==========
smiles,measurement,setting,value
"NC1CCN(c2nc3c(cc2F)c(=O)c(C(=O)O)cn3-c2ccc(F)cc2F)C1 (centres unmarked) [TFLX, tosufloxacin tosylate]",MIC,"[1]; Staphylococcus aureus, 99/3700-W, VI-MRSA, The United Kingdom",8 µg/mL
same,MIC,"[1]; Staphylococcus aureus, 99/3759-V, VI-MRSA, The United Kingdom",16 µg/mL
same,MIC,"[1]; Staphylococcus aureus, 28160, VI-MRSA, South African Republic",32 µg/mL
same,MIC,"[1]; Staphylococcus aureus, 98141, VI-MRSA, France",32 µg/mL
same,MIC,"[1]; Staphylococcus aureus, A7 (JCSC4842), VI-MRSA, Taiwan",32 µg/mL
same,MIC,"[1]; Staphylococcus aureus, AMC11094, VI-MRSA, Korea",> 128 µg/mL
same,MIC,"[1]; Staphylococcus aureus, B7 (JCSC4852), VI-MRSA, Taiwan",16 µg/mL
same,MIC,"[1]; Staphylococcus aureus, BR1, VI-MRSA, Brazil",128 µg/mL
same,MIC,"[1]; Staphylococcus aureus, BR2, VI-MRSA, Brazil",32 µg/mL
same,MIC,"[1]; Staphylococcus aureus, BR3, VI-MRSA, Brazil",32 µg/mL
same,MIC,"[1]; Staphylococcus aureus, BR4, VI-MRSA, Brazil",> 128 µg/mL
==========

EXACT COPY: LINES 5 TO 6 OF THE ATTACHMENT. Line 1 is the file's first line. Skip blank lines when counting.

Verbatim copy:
same,MIC,"[1]; Staphylococcus aureus, 98141, VI-MRSA, France",32 µg/mL
same,MIC,"[1]; Staphylococcus aureus, A7 (JCSC4842), VI-MRSA, Taiwan",32 µg/mL